Will Oakley 20:20
Well, if we sat in this conversation and had a scowl on her face the whole time, arms crossed, we were going to make you uncomfortable in this conversation, we're not going to have open dialogue.

Umar Hameed 20:32
Absolutely. And so what I would do in that case is hang up, no, what I would do for you is to go into that same body posture, and stay there for a little while, and then slowly start winding it out. So tell me, you guys are a small team right now? Are you looking to grow?

Will Oakley 20:52
Yes, we're always looking to improve in the market and have more presence in the market. And you do that through growth. We want the right people, though, we want people who can we train negotiations in our team, we train communication. And we don't want a team of 30 people, we still want a small team...

Umar Hameed 21:21
Like a nice 5-10 person team?

Marcella Oakley 21:24
Our mission, our mission statement to us is important. And so we definitely want to work with a team have a team that believes in the same things that we believe in has that has the same goals that we have, and that feels like we can grow together. So growing is definitely important. growing the right way is even more important to us.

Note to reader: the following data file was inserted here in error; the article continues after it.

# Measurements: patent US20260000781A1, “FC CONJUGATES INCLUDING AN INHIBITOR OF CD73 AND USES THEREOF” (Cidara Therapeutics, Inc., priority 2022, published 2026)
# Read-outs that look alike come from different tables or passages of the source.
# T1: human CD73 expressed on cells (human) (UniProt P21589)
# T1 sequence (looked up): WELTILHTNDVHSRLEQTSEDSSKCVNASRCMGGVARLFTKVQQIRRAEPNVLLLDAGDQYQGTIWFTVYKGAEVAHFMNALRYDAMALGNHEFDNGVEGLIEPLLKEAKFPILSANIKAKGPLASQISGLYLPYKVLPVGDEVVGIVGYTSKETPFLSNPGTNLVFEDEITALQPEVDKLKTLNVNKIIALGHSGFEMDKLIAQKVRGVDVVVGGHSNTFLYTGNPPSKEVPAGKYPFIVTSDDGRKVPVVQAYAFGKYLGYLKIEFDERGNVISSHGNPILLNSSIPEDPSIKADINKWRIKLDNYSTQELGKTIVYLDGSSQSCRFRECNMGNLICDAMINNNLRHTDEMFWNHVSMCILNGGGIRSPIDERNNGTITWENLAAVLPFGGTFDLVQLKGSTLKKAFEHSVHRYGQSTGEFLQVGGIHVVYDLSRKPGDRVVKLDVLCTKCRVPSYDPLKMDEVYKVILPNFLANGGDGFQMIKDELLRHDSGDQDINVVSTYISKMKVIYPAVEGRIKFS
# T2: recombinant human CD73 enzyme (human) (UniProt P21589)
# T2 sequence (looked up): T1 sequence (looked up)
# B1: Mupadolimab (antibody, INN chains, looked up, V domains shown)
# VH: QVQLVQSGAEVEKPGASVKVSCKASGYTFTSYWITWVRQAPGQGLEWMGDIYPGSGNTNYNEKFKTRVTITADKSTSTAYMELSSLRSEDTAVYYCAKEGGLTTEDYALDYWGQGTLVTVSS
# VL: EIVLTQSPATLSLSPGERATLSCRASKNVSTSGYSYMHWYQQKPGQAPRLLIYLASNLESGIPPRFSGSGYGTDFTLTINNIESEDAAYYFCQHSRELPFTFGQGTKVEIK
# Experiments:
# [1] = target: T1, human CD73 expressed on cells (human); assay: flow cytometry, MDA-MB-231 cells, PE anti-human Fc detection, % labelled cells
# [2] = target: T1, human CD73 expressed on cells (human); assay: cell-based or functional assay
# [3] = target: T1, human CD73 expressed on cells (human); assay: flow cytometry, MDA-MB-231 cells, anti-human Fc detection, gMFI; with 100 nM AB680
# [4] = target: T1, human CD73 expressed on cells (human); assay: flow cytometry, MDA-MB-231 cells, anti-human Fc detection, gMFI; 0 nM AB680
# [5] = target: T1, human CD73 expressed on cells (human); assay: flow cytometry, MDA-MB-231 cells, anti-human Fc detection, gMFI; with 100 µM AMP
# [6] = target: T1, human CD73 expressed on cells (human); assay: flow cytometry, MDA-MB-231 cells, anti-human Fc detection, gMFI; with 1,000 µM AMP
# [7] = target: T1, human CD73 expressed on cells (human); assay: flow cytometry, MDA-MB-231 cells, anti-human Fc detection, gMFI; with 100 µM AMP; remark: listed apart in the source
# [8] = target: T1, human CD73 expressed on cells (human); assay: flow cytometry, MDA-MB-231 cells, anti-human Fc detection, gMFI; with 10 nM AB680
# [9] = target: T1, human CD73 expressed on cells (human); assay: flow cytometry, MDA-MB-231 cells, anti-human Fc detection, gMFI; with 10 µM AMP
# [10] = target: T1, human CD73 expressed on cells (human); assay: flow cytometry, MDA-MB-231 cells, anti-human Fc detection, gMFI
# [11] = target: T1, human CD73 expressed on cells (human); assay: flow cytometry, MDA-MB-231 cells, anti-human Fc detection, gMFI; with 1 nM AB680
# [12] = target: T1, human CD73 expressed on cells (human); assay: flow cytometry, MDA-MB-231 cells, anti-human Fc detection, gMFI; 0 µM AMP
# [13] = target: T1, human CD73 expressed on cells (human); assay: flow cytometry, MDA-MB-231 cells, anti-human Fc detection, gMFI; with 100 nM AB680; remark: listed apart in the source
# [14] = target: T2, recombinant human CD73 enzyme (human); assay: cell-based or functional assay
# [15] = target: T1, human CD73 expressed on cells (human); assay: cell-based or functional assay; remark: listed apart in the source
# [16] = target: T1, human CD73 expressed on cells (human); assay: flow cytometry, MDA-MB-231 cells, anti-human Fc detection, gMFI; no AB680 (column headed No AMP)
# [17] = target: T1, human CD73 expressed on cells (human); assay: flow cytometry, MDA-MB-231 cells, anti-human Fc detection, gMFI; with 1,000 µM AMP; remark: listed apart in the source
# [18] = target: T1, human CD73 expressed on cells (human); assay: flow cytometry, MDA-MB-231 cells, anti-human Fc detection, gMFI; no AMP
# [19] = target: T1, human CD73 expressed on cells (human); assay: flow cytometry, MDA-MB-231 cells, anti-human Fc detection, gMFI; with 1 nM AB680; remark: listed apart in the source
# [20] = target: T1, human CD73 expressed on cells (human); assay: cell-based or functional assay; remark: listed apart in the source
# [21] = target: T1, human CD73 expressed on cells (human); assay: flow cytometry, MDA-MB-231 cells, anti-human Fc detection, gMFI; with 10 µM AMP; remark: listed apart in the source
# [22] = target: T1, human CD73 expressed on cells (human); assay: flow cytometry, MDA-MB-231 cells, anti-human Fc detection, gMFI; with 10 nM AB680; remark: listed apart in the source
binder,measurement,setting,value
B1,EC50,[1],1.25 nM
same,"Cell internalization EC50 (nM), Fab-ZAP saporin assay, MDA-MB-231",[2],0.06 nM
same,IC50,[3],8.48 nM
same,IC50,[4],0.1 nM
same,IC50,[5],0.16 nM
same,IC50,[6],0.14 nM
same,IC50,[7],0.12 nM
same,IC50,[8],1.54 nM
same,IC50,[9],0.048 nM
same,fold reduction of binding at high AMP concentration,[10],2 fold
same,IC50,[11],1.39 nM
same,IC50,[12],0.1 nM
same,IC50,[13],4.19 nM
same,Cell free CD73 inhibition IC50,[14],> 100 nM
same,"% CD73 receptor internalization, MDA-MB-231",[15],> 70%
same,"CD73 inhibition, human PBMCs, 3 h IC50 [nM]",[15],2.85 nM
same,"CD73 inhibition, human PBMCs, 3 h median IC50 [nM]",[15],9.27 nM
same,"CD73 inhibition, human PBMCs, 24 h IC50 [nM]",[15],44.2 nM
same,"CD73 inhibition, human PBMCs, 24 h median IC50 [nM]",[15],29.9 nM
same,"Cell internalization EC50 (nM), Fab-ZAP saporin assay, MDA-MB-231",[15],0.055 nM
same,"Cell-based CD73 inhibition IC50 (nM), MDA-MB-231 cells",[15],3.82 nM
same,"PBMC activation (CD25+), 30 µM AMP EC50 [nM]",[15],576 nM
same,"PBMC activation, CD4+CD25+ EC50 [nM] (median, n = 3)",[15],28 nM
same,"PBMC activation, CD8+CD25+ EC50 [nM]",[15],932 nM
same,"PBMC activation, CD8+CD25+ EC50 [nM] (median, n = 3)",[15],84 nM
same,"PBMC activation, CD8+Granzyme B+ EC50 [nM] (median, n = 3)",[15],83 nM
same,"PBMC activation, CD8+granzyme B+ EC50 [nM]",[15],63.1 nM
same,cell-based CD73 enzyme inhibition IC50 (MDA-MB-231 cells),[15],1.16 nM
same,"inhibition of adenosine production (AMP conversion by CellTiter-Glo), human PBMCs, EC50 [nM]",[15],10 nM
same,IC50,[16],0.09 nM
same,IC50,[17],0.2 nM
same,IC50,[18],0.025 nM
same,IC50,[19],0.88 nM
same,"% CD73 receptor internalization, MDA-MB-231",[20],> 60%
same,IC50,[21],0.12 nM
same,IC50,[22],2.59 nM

Umar Hameed 21:45
Brilliant. Guys. It was a fascinating conversation and thanks so much for spending time with me.

Umar Hameed 21:51
Well, thank you. You're fascinating.

Will Oakley 21:52
Absolutely. Thank you.

Marcella Oakley 21:52
An honor. I appreciate it. We both do.

Will Oakley 21:55
We appreciate it. Thank you.

Umar Hameed 21:57
Brilliant.

Umar Hameed 22:02
If you enjoyed this episode, please go to iTunes and leave a five-star rating. And if you're looking for more tools, go to my website at nolimitsselling.com. I've got a free mind training course there, that's going to teach you some insights from the world of Neuro-Linguistic Programming and that is the fastest way to get better results.